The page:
Lishan Wang, the man charged with murdering a Yale School of Medicine fellow in April, is competent to stand trial, a forensic psychiatrist testified before the New Haven Superior Court Monday.
Psychiatrist Dr. Mark Cotterell, of the Whiting Forensic Division of Connecticut Valley Hospital, evaluated Wang in late November. On Monday, Cotterell testified that Wang understands the charges against him and the proceedings of the court, and that he is mentally fit to assist in his defense, Senior Assistant State’s Attorney Eugene Calistro Jr. said in an interview.
Wang requested the opportunity to fire his public defenders and represent himself back in August, but a judge ruled him incompetent in September and required him to undergo two months of mental health treatment in state custody. Wang was then transferred to the custody of the Commissioner of Mental Health and Addiction Services for 60 days, with the understanding that his competency would be re-evaluated after that period, the News reported.
State law mandates that a defendant be able to understand court proceedings in order to stand trial.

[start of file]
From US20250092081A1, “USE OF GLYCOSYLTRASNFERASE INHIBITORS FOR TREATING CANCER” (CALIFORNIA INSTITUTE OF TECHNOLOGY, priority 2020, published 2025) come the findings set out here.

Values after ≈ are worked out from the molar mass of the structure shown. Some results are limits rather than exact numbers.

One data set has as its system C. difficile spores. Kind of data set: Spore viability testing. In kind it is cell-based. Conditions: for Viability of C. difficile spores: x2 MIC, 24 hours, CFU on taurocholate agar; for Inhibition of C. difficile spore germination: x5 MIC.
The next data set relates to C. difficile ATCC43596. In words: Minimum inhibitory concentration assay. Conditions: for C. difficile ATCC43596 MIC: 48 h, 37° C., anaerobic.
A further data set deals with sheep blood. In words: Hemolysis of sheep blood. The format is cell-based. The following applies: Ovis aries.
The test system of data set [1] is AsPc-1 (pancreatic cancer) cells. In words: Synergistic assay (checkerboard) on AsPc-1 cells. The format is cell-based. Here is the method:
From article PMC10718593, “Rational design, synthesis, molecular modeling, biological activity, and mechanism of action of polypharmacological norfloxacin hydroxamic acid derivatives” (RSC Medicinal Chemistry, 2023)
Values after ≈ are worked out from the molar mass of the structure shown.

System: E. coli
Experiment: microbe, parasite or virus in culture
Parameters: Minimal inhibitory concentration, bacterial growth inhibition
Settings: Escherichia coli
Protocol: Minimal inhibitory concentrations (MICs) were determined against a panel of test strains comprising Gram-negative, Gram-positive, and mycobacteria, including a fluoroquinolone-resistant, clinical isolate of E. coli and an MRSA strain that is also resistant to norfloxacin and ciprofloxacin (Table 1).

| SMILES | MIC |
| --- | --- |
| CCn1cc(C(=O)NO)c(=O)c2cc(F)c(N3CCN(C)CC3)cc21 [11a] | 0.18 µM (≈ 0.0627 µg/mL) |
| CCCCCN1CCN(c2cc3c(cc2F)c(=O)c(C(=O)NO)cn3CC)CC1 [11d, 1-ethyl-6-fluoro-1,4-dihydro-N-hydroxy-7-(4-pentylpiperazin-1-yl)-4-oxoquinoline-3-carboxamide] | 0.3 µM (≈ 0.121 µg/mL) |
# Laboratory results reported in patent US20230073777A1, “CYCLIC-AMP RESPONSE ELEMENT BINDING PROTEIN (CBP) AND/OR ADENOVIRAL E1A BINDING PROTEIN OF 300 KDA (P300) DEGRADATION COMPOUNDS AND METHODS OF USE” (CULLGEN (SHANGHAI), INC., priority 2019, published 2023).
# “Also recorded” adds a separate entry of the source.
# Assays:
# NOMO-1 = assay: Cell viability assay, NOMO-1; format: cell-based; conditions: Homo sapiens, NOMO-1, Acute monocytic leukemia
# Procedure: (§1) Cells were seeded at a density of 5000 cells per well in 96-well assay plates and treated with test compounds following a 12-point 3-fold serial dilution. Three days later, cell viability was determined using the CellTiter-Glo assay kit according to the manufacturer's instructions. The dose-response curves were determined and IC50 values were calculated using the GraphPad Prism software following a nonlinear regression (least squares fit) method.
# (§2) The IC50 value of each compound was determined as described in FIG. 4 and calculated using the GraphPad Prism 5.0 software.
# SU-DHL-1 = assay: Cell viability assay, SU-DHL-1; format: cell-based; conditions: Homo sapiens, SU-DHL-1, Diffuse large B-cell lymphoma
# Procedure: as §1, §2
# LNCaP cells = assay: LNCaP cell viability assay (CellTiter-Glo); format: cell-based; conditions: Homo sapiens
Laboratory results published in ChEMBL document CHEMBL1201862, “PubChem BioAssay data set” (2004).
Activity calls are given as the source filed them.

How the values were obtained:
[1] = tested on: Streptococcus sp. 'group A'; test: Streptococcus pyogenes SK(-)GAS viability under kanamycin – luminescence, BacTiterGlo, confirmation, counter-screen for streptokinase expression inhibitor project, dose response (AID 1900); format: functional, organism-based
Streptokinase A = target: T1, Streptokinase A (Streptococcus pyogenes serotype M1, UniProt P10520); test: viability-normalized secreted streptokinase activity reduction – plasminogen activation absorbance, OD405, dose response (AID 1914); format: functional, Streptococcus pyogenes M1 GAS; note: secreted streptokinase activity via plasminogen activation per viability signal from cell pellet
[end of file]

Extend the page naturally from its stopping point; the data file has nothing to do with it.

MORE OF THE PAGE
However, Judge Roland Fasano will not rule on Wang’s competency until late January, when a psychiatrist working for the defense will present his own evaluation of Wang. The defense has hired Yale School of Medicine Assistant Professor of Psychiatry Dr. Peter Morgan, and Morgan will testify to the court at the next hearing Jan. 19, Morgan confirmed.
If the judge finds that Wang is restored to competence, Wang will be brought to trial in a criminal prosecution, Yale Law School professor Steven Duke, who specializes in criminal law, wrote in an email.
“As long as he is incompetent, he cannot be put to trial. He cannot be convicted or sentenced,” Duke wrote.
However, he added, the court can continue to revisit the issue of whether Wang is competent “for months, even years.”
Wang, 44, faces charges of fatally shooting Yale postdoctoral fellow Dr. Vajinder Toor outside Toor’s home on April 26. Wang and Toor previously had contact in 2008, when Wang was a resident at Kingsbrook Jewish Medical Center in Brooklyn and Toor, then Wang’s boss, confronted Wang for neglecting his duties. Wang was eventually fired and sued Kingsbrook for alleged racial discrimination.
Toor was a first-year postdoctoral fellow in infectious diseases in the Department of Internal Medicine at Yale.